Extroverts love the spotlight and typically enjoy being in charge. So, it makes sense that many supervisors are extroverts. However, introverts have many desirable professional strengths of their own. In fact, according to a 2010 study conducted by Harvard Business Review, introverts are often more receptive to suggestions and perform well in a “dynamic, unpredictable environment.”
Some may see introverts and extroverts as opposed and consider their lack of similarities as a negative. However, their different skill sets can actually complement each other quite nicely and create a good team. Introverts usually are good listeners, reflective, strategic and open to new ideas. Extroverts typically are commanding, motivating and have good people skills. All of these skills are important, so hire an extrovert assistant or promote someone within your organization to take on new responsibilities. Have her answer and return phone calls as well as plan and speak at meetings and events -- all the things an extrovert enjoys and an introvert could easily go without.
Most introverts would rather not have long conversations with others or do any public speaking. Luckily, most of your communication is non-verbal anyway. According to BusinessWeek.com, only seven percent of communication is your actual spoken words, and 38 percent is how you use your voice, such as volume, tone, pitch and speed. The remaining 55 percent has to do with your body language, including posture, eye contact, facial expressions and gestures. So stand up straight, don’t cross your arms, look people in the eyes and smile. Use your body language to appear confident and your staff will be confident in you and your leadership abilities.
As an introvert, you’re probably detail-oriented, but face-to-face communication can drain you. So, communicate in writing to your staff when possible. Your natural strengths will make writing clear directions, memos and proposals a breeze. Just be sure to not go overboard. People who aren’t introverts don’t have your same zeal for details and can get overwhelmed with too much information. Also resist the temptation to solely communicate in writing. Your staff needs to see and hear from you in person on a regular basis.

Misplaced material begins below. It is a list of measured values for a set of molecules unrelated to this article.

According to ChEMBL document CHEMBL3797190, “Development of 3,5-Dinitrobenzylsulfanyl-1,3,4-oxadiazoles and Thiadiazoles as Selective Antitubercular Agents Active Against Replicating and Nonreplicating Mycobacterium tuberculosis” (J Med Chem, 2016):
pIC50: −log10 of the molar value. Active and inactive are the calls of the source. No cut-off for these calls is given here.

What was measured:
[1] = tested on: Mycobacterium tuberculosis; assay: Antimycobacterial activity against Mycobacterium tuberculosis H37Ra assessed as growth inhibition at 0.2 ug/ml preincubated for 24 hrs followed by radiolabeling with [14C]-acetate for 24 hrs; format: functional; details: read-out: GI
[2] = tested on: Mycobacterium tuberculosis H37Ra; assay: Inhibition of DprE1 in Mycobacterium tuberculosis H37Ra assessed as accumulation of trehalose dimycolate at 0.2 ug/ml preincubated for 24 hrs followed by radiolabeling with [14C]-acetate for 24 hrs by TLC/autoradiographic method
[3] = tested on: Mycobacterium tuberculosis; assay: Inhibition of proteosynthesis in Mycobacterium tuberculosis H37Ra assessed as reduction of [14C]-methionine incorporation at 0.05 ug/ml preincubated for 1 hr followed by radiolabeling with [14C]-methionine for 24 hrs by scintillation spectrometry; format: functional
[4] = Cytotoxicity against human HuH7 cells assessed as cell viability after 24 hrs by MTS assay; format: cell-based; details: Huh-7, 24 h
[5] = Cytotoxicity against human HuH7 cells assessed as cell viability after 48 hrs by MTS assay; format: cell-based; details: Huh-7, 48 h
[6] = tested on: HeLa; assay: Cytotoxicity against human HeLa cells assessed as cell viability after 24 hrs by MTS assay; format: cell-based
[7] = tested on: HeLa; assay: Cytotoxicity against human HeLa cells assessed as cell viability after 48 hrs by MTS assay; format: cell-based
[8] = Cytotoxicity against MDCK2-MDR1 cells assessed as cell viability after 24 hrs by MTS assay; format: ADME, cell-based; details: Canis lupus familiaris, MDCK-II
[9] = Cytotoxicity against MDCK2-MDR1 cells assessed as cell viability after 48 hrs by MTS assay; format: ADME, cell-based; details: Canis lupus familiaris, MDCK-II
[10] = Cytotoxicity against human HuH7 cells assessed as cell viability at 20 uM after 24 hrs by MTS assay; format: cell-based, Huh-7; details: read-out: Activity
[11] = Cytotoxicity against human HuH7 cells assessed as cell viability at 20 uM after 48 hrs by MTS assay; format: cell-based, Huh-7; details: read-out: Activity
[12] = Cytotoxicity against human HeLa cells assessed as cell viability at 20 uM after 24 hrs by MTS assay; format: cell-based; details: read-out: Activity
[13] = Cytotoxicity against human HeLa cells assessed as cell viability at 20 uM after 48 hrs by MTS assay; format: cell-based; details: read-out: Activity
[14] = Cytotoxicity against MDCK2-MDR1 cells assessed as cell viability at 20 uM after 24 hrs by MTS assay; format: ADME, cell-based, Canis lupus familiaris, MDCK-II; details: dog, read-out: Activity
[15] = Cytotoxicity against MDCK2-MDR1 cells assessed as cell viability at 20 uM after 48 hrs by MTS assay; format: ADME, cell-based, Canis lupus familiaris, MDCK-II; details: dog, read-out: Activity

Even with great written communication, there are many times when you’ll need to interact with your staff in one-on-one and group settings. Schedule time in your workday to think and reflect prior to these engagements. Also use this time to create detailed outlines and notes of what you want to cover. These techniques will help your nerves relax and increase your confidence. Also schedule specific meeting times or open office hours for your workers to come talk with you. This allows them to feel like you want to hear their ideas, and allows you to close your door the rest of the time without looking detached.
- BananaStock/BananaStock/Getty Images
- Workplace Communication Etiquette
- Questions for a Third Interview Conference Call
- How to Write a Nice Introduction Email When You Start a New Job
- Characteristics of Building Relationships in the Workplace
- How to Be Assertive With an Underhanded Coworker
- How to Show Assertiveness in a Job Interview
- Questions for Interviewing Housekeepers for Hotel Jobs
- Individualism in the Workplace